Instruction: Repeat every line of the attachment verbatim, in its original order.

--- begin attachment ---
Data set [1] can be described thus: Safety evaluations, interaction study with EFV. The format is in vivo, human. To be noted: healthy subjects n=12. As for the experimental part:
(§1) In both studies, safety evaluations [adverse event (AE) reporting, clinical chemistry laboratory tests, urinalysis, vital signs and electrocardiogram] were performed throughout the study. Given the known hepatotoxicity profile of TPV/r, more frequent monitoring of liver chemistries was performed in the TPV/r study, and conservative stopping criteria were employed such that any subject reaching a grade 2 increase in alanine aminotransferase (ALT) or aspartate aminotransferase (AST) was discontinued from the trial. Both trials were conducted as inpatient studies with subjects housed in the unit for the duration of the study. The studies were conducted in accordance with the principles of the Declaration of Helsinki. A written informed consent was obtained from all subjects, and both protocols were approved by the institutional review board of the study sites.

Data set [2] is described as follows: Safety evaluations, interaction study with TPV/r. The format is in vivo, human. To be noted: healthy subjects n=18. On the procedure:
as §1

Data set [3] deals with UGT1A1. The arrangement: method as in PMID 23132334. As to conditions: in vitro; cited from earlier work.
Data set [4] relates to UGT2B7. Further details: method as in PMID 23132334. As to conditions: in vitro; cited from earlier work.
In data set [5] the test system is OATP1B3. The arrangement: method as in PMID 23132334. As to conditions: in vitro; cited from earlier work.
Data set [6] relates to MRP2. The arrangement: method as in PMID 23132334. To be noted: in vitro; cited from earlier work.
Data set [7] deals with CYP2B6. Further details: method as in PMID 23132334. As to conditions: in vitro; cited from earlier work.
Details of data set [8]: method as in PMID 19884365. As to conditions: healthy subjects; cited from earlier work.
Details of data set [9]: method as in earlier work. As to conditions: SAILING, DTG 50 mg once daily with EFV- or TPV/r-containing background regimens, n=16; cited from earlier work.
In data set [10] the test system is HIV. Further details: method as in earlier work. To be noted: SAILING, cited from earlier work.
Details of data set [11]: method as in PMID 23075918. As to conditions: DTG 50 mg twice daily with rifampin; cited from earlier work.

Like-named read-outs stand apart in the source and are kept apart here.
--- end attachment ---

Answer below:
Data set [1] can be described thus: Safety evaluations, interaction study with EFV. The format is in vivo, human. To be noted: healthy subjects n=12. As for the experimental part:
(§1) In both studies, safety evaluations [adverse event (AE) reporting, clinical chemistry laboratory tests, urinalysis, vital signs and electrocardiogram] were performed throughout the study. Given the known hepatotoxicity profile of TPV/r, more frequent monitoring of liver chemistries was performed in the TPV/r study, and conservative stopping criteria were employed such that any subject reaching a grade 2 increase in alanine aminotransferase (ALT) or aspartate aminotransferase (AST) was discontinued from the trial. Both trials were conducted as inpatient studies with subjects housed in the unit for the duration of the study. The studies were conducted in accordance with the principles of the Declaration of Helsinki. A written informed consent was obtained from all subjects, and both protocols were approved by the institutional review board of the study sites.

Data set [2] is described as follows: Safety evaluations, interaction study with TPV/r. The format is in vivo, human. To be noted: healthy subjects n=18. On the procedure:
as §1

Data set [3] deals with UGT1A1. The arrangement: method as in PMID 23132334. As to conditions: in vitro; cited from earlier work.
Data set [4] relates to UGT2B7. Further details: method as in PMID 23132334. As to conditions: in vitro; cited from earlier work.
In data set [5] the test system is OATP1B3. The arrangement: method as in PMID 23132334. As to conditions: in vitro; cited from earlier work.
Data set [6] relates to MRP2. The arrangement: method as in PMID 23132334. To be noted: in vitro; cited from earlier work.
Data set [7] deals with CYP2B6. Further details: method as in PMID 23132334. As to conditions: in vitro; cited from earlier work.
Details of data set [8]: method as in PMID 19884365. As to conditions: healthy subjects; cited from earlier work.
Details of data set [9]: method as in earlier work. As to conditions: SAILING, DTG 50 mg once daily with EFV- or TPV/r-containing background regimens, n=16; cited from earlier work.
In data set [10] the test system is HIV. Further details: method as in earlier work. To be noted: SAILING, cited from earlier work.
Details of data set [11]: method as in PMID 23075918. As to conditions: DTG 50 mg twice daily with rifampin; cited from earlier work.

Like-named read-outs stand apart in the source and are kept apart here.